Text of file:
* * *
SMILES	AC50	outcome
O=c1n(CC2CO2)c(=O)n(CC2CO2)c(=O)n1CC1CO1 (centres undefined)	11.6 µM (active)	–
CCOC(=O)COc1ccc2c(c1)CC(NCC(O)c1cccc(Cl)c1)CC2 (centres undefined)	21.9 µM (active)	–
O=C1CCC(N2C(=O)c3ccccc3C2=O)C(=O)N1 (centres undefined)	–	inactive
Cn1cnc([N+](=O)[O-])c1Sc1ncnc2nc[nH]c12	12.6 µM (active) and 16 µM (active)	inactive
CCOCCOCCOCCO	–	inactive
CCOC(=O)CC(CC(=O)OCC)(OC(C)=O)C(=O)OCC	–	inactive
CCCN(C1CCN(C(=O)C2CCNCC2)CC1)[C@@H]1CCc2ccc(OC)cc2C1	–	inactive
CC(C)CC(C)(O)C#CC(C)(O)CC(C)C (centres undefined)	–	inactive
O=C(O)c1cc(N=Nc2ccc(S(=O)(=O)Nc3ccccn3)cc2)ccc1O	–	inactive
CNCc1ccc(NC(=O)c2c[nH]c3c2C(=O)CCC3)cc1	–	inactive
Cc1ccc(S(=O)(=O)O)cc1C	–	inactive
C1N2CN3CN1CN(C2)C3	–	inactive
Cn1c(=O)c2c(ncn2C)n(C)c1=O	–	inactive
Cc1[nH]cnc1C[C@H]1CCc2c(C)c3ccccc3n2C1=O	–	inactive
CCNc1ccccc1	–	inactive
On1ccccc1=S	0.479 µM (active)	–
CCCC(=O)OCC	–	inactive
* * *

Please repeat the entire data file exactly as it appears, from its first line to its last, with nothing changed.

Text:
SMILES	AC50	outcome
O=c1n(CC2CO2)c(=O)n(CC2CO2)c(=O)n1CC1CO1 (centres undefined)	11.6 µM (active)	–
CCOC(=O)COc1ccc2c(c1)CC(NCC(O)c1cccc(Cl)c1)CC2 (centres undefined)	21.9 µM (active)	–
O=C1CCC(N2C(=O)c3ccccc3C2=O)C(=O)N1 (centres undefined)	–	inactive
Cn1cnc([N+](=O)[O-])c1Sc1ncnc2nc[nH]c12	12.6 µM (active) and 16 µM (active)	inactive
CCOCCOCCOCCO	–	inactive
CCOC(=O)CC(CC(=O)OCC)(OC(C)=O)C(=O)OCC	–	inactive
CCCN(C1CCN(C(=O)C2CCNCC2)CC1)[C@@H]1CCc2ccc(OC)cc2C1	–	inactive
CC(C)CC(C)(O)C#CC(C)(O)CC(C)C (centres undefined)	–	inactive
O=C(O)c1cc(N=Nc2ccc(S(=O)(=O)Nc3ccccn3)cc2)ccc1O	–	inactive
CNCc1ccc(NC(=O)c2c[nH]c3c2C(=O)CCC3)cc1	–	inactive
Cc1ccc(S(=O)(=O)O)cc1C	–	inactive
C1N2CN3CN1CN(C2)C3	–	inactive
Cn1c(=O)c2c(ncn2C)n(C)c1=O	–	inactive
Cc1[nH]cnc1C[C@H]1CCc2c(C)c3ccccc3n2C1=O	–	inactive
CCNc1ccccc1	–	inactive
On1ccccc1=S	0.479 µM (active)	–
CCCC(=O)OCC	–	inactive